Excellent at what, and for whom? Those are the key questions.
Too many firms pursue excellence without having first defined who they want to be excellent for, and what they need to be excellent at.
Excellence as a generic term has little meaning. It has little meaning because excellence only exists in the eye of the beholder – the customer. Firms who strive to be the best at everything end up being not particularly good at anything. Ask yourself, what is the best restaurant? For the busy mother with a gang of hungry kids to feed, a fast food outlet is ideal. For the businessman seeking quiet surroundings and a superb meal to close a deal, fine dining is preferred. The point is, there is no “best” – it is all dependent upon what the customer values and is seeking. A restaurateur who tries to be the best and satisfy all customer preferences and tastes cannot possibly win in such a game. It is the same for firms.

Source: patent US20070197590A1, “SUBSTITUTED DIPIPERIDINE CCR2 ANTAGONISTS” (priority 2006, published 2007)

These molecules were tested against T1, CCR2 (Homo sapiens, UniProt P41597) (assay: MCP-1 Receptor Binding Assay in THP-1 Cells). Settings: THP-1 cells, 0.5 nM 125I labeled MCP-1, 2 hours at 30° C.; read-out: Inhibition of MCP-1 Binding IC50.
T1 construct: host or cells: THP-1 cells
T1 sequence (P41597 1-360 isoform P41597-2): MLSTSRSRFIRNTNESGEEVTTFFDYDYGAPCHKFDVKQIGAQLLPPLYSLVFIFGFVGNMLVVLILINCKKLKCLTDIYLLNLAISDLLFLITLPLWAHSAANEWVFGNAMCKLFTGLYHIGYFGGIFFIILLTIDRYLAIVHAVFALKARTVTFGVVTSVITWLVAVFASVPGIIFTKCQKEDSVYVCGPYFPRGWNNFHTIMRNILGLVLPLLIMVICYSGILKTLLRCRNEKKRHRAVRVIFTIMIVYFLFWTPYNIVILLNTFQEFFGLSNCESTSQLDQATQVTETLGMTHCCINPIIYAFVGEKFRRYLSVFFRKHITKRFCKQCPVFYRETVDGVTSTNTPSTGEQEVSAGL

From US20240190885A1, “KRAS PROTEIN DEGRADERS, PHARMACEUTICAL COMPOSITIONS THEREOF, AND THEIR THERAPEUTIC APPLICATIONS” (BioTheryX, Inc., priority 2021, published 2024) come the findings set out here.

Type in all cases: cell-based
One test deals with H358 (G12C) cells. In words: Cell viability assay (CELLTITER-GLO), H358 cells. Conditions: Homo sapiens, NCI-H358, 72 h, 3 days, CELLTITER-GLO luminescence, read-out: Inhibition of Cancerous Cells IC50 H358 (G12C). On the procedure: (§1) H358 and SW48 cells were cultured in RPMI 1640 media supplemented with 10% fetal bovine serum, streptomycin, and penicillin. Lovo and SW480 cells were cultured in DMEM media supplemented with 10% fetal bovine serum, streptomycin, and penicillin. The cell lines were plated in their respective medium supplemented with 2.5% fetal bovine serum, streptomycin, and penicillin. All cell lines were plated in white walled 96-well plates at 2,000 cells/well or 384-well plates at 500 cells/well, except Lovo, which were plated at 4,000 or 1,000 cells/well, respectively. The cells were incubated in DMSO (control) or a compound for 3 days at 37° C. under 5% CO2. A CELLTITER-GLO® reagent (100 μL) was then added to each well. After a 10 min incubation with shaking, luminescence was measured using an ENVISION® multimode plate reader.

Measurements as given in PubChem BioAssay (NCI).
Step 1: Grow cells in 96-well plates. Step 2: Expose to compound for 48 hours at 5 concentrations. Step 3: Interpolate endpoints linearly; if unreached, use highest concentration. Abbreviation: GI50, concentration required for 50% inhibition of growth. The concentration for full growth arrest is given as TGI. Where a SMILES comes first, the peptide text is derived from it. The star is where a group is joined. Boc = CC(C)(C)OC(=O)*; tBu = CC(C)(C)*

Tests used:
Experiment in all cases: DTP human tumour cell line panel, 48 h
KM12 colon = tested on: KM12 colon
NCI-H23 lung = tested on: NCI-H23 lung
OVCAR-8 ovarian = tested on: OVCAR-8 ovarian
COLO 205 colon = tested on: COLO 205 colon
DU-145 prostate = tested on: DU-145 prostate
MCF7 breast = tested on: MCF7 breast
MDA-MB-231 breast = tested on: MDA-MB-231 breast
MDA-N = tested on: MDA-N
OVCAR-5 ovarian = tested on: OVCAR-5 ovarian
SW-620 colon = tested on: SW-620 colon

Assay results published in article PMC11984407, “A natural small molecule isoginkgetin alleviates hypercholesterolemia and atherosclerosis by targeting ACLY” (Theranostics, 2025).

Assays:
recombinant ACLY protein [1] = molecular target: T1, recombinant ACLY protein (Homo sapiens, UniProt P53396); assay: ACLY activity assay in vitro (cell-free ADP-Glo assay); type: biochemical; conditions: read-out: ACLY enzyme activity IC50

Operational excellence, that is, excellence in processes, only makes sense when the preferred customer has been defined. Trying to be excellent at serving every possible type of customer is a zero-sum game because it is not possible. Truly excellent firms are only good at some things – the things that really matter to their preferred customers.
There are always tradeoffs to be made in business. Before you decide to be excellent, determine who you want to be excellent for. Then find out what they truly value, and do it better than anyone else.